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Certainly! A sticky header in a website is a header that remains fixed at the top of the page even when the user scrolls down. Here's an example of HTML, CSS, and JavaScript code to create a basic sticky header:

CSS (styles.css):

JavaScript (script.js):

window.onscroll = function() { var header = document.querySelector('.sticky-header'); if (window.pageYOffset > 50) { header.classList.add('sticky'); } else { header.classList.remove('sticky'); }}


  1. In the HTML, we have a basic structure with a header element that has a class of sticky-header. This will be the element we make sticky.

  2. In the CSS, we set up the basic styles for the header, including its fixed position at the top. The transition property creates a smooth animation when the header becomes sticky. The .sticky-header.sticky selector is used to style the header when it's in its sticky state.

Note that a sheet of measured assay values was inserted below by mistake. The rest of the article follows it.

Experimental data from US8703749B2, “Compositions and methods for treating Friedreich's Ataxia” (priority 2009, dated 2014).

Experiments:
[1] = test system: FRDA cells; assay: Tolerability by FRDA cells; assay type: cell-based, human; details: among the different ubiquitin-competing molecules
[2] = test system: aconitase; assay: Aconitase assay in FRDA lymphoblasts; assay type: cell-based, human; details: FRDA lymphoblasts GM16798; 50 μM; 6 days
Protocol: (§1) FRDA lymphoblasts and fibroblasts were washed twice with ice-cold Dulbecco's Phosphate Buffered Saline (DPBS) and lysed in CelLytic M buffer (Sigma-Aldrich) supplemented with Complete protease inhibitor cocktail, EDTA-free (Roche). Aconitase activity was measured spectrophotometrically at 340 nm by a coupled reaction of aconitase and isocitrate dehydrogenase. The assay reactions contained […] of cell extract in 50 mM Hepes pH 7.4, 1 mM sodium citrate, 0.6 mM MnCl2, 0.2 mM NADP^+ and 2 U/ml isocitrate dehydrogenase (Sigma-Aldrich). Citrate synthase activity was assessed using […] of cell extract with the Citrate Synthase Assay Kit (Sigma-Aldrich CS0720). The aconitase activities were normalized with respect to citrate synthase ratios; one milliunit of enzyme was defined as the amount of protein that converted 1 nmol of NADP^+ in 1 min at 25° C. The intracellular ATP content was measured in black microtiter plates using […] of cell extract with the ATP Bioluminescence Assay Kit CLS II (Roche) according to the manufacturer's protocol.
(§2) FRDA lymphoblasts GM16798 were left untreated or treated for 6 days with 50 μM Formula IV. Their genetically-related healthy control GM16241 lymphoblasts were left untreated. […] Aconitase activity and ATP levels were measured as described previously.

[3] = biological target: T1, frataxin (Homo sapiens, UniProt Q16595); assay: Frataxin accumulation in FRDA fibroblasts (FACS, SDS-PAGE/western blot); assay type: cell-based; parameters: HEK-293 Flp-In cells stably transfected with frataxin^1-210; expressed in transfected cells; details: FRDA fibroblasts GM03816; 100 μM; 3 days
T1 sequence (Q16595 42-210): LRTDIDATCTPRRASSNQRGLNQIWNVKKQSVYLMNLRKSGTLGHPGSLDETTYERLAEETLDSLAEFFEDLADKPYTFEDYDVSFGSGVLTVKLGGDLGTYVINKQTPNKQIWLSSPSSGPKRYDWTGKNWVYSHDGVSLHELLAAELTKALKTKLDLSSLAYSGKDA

3. The JavaScript code adds an event listener to the window's onscroll event. When the user scrolls, it checks the window.pageYOffset (the distance scrolled from the top) and adds the class sticky to the header when the scroll position is greater than 50 pixels. It removes the class when the scroll position is less than 50 pixels.

Remember to adjust the values in the CSS to fit your specific design and layout preferences. The top: -50px; in the CSS is responsible for how much the header hides when scrolling. You can adjust this value as needed.

I'm sorry for any confusion, but I don't have the ability to access external content, including specific articles or their conclusions. If you provide a summary or specific points you'd like addressed, I'd be happy to help you formulate conclusions or discuss the topic based on the information you provide!